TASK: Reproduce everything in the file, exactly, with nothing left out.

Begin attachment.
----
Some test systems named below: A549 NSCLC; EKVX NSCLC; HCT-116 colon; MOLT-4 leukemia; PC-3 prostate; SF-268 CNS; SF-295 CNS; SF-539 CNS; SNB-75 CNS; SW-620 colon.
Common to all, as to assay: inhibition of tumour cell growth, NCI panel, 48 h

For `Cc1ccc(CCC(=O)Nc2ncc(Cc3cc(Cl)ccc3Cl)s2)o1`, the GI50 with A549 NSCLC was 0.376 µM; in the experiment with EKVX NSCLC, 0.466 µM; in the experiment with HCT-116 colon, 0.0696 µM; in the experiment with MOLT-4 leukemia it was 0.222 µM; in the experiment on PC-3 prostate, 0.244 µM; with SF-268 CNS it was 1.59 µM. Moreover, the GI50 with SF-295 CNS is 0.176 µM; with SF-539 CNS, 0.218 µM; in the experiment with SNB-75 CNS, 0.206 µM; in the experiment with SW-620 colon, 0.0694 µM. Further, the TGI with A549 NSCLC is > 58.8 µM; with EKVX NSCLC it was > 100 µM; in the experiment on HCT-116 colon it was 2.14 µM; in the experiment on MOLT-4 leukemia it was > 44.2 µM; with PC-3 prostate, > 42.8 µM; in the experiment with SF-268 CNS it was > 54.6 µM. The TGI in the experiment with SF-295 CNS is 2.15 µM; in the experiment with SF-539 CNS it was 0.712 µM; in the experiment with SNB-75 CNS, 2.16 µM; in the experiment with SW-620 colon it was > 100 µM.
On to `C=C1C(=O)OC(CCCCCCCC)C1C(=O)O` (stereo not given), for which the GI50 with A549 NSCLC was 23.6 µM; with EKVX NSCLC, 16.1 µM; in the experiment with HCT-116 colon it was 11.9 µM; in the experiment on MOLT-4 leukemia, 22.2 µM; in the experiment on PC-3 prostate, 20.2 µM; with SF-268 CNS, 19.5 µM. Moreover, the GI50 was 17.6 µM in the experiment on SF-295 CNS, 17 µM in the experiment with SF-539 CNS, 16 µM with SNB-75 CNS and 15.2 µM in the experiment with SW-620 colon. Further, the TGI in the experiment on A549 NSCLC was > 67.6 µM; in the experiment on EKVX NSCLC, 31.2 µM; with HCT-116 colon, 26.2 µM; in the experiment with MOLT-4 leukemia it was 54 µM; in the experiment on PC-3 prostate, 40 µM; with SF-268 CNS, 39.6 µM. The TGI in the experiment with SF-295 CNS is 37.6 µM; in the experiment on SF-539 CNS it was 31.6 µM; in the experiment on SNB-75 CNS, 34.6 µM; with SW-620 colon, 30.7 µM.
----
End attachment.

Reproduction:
Some test systems named below: A549 NSCLC; EKVX NSCLC; HCT-116 colon; MOLT-4 leukemia; PC-3 prostate; SF-268 CNS; SF-295 CNS; SF-539 CNS; SNB-75 CNS; SW-620 colon.
Common to all, as to assay: inhibition of tumour cell growth, NCI panel, 48 h

For `Cc1ccc(CCC(=O)Nc2ncc(Cc3cc(Cl)ccc3Cl)s2)o1`, the GI50 with A549 NSCLC was 0.376 µM; in the experiment with EKVX NSCLC, 0.466 µM; in the experiment with HCT-116 colon, 0.0696 µM; in the experiment with MOLT-4 leukemia it was 0.222 µM; in the experiment on PC-3 prostate, 0.244 µM; with SF-268 CNS it was 1.59 µM. Moreover, the GI50 with SF-295 CNS is 0.176 µM; with SF-539 CNS, 0.218 µM; in the experiment with SNB-75 CNS, 0.206 µM; in the experiment with SW-620 colon, 0.0694 µM. Further, the TGI with A549 NSCLC is > 58.8 µM; with EKVX NSCLC it was > 100 µM; in the experiment on HCT-116 colon it was 2.14 µM; in the experiment on MOLT-4 leukemia it was > 44.2 µM; with PC-3 prostate, > 42.8 µM; in the experiment with SF-268 CNS it was > 54.6 µM. The TGI in the experiment with SF-295 CNS is 2.15 µM; in the experiment with SF-539 CNS it was 0.712 µM; in the experiment with SNB-75 CNS, 2.16 µM; in the experiment with SW-620 colon it was > 100 µM.
On to `C=C1C(=O)OC(CCCCCCCC)C1C(=O)O` (stereo not given), for which the GI50 with A549 NSCLC was 23.6 µM; with EKVX NSCLC, 16.1 µM; in the experiment with HCT-116 colon it was 11.9 µM; in the experiment on MOLT-4 leukemia, 22.2 µM; in the experiment on PC-3 prostate, 20.2 µM; with SF-268 CNS, 19.5 µM. Moreover, the GI50 was 17.6 µM in the experiment on SF-295 CNS, 17 µM in the experiment with SF-539 CNS, 16 µM with SNB-75 CNS and 15.2 µM in the experiment with SW-620 colon. Further, the TGI in the experiment on A549 NSCLC was > 67.6 µM; in the experiment on EKVX NSCLC, 31.2 µM; with HCT-116 colon, 26.2 µM; in the experiment with MOLT-4 leukemia it was 54 µM; in the experiment on PC-3 prostate, 40 µM; with SF-268 CNS, 39.6 µM. The TGI in the experiment with SF-295 CNS is 37.6 µM; in the experiment on SF-539 CNS it was 31.6 µM; in the experiment on SNB-75 CNS, 34.6 µM; with SW-620 colon, 30.7 µM.